On Saturday, the Texas Longhorns opened the NCAA football season by beating the UTEP Miners 59–3. It wasn’t much of a contest, and the outcome was never in question. But there were plenty of non-football questions swirling around the matchup whose answers were less predetermined.
One thing known for sure: the crowd almost certainly wasn’t COVID-free. The 1,198 students who purchased the “Big Ticket” package from the university were required to test negative in a rapid antigen test for the virus before they could receive their tickets. Of those tests, 95 came back positive.
Saturday’s game was just the latest example of UT-Austin’s inconsistent handling of COVID-19. Though the flagship university was an early adopter in instituting an online COVID dashboard, the information it offers is incomplete. The dashboard tells us, for example, that 18 students tested positive for COVID-19 on Monday.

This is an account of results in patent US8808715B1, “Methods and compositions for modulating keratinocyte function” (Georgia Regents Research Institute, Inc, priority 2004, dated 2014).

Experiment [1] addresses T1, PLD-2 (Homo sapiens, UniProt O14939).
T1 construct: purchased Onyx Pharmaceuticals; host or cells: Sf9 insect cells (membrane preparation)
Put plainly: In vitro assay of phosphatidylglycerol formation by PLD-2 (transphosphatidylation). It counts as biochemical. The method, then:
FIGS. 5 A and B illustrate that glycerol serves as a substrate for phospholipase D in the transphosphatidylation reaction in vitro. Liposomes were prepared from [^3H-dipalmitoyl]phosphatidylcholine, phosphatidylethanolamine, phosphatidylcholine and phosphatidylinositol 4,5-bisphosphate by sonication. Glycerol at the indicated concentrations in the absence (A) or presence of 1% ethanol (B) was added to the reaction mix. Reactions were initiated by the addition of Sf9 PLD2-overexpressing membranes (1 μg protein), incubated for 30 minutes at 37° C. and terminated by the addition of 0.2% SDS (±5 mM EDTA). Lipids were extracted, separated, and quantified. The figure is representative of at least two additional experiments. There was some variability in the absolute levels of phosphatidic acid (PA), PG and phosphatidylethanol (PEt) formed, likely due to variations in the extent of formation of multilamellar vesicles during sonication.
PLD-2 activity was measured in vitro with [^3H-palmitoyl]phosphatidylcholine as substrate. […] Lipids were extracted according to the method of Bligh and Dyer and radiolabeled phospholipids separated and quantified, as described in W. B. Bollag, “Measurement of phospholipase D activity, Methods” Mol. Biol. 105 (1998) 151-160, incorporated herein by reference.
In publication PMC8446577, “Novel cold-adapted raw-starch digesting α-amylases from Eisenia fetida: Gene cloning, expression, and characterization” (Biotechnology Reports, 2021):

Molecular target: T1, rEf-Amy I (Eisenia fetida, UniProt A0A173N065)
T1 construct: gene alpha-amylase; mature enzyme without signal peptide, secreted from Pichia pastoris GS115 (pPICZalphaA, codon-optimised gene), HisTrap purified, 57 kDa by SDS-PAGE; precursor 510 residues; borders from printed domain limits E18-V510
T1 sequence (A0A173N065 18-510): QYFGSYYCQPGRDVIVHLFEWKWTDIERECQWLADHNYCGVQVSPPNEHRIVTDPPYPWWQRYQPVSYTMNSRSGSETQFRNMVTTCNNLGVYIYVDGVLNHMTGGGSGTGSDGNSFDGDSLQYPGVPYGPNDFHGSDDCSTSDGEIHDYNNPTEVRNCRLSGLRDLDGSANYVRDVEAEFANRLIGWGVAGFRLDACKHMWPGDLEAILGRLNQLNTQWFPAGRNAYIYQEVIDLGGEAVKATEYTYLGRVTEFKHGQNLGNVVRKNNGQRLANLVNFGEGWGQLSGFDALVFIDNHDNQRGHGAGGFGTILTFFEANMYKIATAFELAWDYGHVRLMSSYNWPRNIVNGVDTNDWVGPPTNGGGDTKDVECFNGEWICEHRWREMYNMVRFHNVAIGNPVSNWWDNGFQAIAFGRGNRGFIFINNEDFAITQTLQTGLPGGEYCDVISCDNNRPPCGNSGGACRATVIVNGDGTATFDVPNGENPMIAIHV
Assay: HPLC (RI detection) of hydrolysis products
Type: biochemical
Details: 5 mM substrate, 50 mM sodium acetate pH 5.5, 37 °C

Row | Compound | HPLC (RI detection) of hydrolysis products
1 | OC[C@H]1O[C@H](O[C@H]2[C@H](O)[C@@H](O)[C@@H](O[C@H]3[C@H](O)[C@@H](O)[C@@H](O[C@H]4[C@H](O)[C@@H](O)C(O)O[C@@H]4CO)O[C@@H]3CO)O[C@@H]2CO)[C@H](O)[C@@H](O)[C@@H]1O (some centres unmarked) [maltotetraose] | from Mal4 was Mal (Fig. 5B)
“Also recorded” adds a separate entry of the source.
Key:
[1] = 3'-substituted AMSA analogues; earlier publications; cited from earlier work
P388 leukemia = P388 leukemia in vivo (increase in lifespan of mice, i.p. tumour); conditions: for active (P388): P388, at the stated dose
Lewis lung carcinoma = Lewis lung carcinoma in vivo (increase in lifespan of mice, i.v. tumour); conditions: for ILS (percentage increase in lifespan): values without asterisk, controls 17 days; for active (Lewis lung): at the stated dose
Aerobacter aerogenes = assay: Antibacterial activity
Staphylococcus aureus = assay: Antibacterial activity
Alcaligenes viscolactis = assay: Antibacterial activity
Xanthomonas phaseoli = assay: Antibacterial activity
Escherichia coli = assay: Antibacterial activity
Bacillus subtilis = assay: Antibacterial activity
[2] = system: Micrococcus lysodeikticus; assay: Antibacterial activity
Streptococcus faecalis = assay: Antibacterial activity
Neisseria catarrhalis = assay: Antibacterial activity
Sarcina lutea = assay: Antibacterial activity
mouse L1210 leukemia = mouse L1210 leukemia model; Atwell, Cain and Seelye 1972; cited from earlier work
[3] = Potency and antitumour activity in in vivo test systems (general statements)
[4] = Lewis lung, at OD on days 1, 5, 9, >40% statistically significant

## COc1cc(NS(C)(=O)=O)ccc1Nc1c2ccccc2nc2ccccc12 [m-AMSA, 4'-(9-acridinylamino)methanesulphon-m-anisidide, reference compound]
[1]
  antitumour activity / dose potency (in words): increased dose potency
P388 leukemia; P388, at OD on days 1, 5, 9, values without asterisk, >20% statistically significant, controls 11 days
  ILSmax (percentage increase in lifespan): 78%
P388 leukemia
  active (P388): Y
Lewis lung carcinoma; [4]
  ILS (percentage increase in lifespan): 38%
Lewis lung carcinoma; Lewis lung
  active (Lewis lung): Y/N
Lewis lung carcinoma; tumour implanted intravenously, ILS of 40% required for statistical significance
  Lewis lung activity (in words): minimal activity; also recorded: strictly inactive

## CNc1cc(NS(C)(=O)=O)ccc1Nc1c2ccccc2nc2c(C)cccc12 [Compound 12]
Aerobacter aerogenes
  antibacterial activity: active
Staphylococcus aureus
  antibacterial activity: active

In August, the university announced a proactive community testing program, which selects faculty, students, and staff who are not currently exhibiting COVID symptoms and offers them the opportunity to volunteer for free testing. This initiative was intended to track the asymptomatic spread of the virus among a wide swath of the university community the initial announcement from the school promised 5,000 weekly tests.